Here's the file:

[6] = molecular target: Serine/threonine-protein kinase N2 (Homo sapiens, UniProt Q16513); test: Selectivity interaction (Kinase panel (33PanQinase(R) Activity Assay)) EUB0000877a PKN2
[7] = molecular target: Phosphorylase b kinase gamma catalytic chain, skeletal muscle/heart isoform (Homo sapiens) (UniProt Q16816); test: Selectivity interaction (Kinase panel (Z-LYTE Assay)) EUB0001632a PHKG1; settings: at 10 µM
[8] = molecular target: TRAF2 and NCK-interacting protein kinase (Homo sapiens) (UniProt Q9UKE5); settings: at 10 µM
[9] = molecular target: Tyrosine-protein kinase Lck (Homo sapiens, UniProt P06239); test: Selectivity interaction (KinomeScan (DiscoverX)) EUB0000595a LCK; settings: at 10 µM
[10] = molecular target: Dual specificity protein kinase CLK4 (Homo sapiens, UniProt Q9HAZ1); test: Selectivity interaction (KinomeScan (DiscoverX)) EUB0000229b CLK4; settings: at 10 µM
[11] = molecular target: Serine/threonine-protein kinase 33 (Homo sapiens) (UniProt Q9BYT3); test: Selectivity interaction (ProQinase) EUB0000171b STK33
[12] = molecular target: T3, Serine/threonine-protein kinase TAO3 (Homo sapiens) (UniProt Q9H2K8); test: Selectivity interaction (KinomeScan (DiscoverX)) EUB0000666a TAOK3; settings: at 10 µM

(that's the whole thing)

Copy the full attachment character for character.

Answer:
[6] = molecular target: Serine/threonine-protein kinase N2 (Homo sapiens, UniProt Q16513); test: Selectivity interaction (Kinase panel (33PanQinase(R) Activity Assay)) EUB0000877a PKN2
[7] = molecular target: Phosphorylase b kinase gamma catalytic chain, skeletal muscle/heart isoform (Homo sapiens) (UniProt Q16816); test: Selectivity interaction (Kinase panel (Z-LYTE Assay)) EUB0001632a PHKG1; settings: at 10 µM
[8] = molecular target: TRAF2 and NCK-interacting protein kinase (Homo sapiens) (UniProt Q9UKE5); settings: at 10 µM
[9] = molecular target: Tyrosine-protein kinase Lck (Homo sapiens, UniProt P06239); test: Selectivity interaction (KinomeScan (DiscoverX)) EUB0000595a LCK; settings: at 10 µM
[10] = molecular target: Dual specificity protein kinase CLK4 (Homo sapiens, UniProt Q9HAZ1); test: Selectivity interaction (KinomeScan (DiscoverX)) EUB0000229b CLK4; settings: at 10 µM
[11] = molecular target: Serine/threonine-protein kinase 33 (Homo sapiens) (UniProt Q9BYT3); test: Selectivity interaction (ProQinase) EUB0000171b STK33
[12] = molecular target: T3, Serine/threonine-protein kinase TAO3 (Homo sapiens) (UniProt Q9H2K8); test: Selectivity interaction (KinomeScan (DiscoverX)) EUB0000666a TAOK3; settings: at 10 µM